Search: Advanced search
Please enter a keyword or ID
The stunning process ensures the animal is unconscious and insensible to pain before being bled out at slaughter. Common stunning methods include electrical stunning, captive-bolt stunning or the use of carbon dioxide gas. Following stunning, the animal is bled and remains unconscious until it dies due to blood loss.
Persons responsible for the stunning animals must be appropriately trained and competent in their required tasks to ensure that every animal is humanely stunned.
A captive-bolt stunning device administers a blow to the animal’s skull of sufficient force to render the animal immediately unconscious. A blow of sufficient force will damage the nerves and blood vessels in the brain causing brain dysfunction/destruction and diminished blood circulation, resulting in immediate unconsciousness. Captive-bolt stunning devices where the bolt enters the brain (penetrative bolt) will result in greater stunning efficiency than non-penetrative stunners (‘mushroom-headed’ bolt) that rely on the percussive blow on its own to achieve immediate insensibility.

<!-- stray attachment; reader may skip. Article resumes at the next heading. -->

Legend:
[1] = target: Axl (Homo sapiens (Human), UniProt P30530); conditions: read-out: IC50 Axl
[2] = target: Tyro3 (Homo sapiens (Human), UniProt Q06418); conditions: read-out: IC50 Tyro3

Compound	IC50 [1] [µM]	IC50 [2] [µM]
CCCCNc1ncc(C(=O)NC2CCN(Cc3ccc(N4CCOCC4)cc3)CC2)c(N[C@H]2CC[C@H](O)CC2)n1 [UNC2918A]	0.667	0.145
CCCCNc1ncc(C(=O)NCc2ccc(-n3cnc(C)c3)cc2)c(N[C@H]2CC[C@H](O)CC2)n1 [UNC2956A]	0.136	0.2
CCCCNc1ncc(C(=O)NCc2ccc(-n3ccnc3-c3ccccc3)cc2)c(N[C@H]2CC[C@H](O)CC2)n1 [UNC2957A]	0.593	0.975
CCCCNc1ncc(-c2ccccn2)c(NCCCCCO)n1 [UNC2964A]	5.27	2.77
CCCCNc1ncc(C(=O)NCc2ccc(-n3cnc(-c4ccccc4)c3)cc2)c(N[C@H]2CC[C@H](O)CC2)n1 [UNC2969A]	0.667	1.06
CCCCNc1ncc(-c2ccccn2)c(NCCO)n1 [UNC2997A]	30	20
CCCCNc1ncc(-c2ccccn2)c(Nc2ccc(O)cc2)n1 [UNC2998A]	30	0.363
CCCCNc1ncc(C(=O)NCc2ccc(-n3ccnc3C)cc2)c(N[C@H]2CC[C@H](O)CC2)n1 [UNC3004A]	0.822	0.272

An electrical stunning device (applied to the head only) must pass sufficient current through the brain of the animal to interrupt normal brain activity and render the animal immediately unconscious. Electrical stunning (or electronarcosis) is reversible as it disrupts normal brain function for a short time only. An electrical stunning system requires the correct voltage, current and application time to be delivered for the stun to result in instantaneous and painless unconsciousness.
Carbon dioxide gas is used to induce unconsciousness. As the animal inhales the carbon dioxide gas, blood oxygen level decreases resulting in a loss of brain function and eventual brain death. Animals must remain at the point of maximum gas concentration for a specified period of time to ensure they are irreversibly unconsciousness. There are welfare concerns about carbon dioxide stunning because it irritates the respiratory tract. For more information see the article When is carbon dioxide stunning used in abattoirs?